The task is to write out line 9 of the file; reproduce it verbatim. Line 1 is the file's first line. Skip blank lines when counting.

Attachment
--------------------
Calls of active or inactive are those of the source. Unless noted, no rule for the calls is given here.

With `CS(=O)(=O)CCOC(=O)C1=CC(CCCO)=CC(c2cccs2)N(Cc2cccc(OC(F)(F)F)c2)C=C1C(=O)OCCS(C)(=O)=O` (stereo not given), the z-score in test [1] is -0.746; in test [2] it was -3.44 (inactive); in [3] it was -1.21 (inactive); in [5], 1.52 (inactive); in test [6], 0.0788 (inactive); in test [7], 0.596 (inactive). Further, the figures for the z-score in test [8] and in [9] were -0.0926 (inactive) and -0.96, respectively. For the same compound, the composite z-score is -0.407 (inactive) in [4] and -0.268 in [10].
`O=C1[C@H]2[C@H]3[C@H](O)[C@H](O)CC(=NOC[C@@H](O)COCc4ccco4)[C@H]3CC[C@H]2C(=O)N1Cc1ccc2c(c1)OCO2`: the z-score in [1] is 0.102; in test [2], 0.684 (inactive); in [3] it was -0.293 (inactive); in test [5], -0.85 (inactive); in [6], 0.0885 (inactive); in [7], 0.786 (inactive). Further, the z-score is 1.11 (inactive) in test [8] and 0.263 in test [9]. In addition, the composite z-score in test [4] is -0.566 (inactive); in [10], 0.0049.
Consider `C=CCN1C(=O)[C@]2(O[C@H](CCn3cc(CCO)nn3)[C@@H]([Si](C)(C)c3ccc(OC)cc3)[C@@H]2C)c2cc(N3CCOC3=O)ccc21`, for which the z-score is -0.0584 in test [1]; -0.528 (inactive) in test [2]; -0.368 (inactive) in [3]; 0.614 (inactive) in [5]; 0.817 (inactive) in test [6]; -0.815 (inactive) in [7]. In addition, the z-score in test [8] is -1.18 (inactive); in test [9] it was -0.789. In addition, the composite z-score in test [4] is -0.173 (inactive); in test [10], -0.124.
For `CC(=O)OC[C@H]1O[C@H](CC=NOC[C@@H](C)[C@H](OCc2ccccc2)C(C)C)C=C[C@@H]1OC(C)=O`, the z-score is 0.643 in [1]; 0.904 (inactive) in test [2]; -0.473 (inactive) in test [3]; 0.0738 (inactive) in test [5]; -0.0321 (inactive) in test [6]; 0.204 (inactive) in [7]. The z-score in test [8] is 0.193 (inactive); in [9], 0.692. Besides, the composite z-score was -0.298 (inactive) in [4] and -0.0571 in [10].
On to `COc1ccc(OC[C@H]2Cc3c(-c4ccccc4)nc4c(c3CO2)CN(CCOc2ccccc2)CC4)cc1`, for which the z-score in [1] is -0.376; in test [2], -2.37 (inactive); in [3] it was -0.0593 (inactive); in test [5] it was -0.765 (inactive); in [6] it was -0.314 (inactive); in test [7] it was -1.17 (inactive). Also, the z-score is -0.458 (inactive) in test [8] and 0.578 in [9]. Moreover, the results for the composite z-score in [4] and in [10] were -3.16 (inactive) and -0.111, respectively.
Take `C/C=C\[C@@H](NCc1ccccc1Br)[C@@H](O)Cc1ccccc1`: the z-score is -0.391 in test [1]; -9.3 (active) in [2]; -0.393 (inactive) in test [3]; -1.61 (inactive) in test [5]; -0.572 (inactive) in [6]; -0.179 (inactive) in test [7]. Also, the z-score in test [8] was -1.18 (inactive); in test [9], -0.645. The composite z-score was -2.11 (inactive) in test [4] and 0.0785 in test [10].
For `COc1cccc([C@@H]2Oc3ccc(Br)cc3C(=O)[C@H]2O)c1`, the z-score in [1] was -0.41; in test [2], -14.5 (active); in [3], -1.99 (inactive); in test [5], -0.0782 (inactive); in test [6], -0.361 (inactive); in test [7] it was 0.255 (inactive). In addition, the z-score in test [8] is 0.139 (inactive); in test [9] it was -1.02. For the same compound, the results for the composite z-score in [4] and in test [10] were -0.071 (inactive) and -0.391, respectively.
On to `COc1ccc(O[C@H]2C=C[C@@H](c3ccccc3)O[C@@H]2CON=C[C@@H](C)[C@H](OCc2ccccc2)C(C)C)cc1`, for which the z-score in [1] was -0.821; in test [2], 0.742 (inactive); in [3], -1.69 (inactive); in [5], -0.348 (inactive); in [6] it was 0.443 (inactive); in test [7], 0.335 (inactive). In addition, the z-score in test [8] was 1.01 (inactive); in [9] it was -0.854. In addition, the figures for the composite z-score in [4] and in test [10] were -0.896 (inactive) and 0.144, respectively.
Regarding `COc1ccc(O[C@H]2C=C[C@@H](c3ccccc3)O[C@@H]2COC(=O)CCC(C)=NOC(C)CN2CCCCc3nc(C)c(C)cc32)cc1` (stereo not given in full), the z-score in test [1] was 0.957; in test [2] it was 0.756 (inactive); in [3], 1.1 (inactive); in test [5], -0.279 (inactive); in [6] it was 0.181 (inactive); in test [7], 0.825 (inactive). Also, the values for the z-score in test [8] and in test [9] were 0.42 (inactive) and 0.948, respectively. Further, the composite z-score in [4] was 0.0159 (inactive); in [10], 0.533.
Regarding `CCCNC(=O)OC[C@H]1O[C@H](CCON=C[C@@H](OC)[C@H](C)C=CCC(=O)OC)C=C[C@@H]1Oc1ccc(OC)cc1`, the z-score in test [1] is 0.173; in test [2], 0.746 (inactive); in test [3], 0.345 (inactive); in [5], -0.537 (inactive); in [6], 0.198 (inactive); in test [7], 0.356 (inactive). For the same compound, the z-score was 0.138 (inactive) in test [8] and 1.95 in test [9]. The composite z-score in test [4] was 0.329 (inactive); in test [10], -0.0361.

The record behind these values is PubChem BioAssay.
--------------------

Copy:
On to `COc1ccc(O[C@H]2C=C[C@@H](c3ccccc3)O[C@@H]2CON=C[C@@H](C)[C@H](OCc2ccccc2)C(C)C)cc1`, for which the z-score in [1] was -0.821; in test [2], 0.742 (inactive); in [3], -1.69 (inactive); in [5], -0.348 (inactive); in [6] it was 0.443 (inactive); in test [7], 0.335 (inactive). In addition, the z-score in test [8] was 1.01 (inactive); in [9] it was -0.854. In addition, the figures for the composite z-score in [4] and in test [10] were -0.896 (inactive) and 0.144, respectively.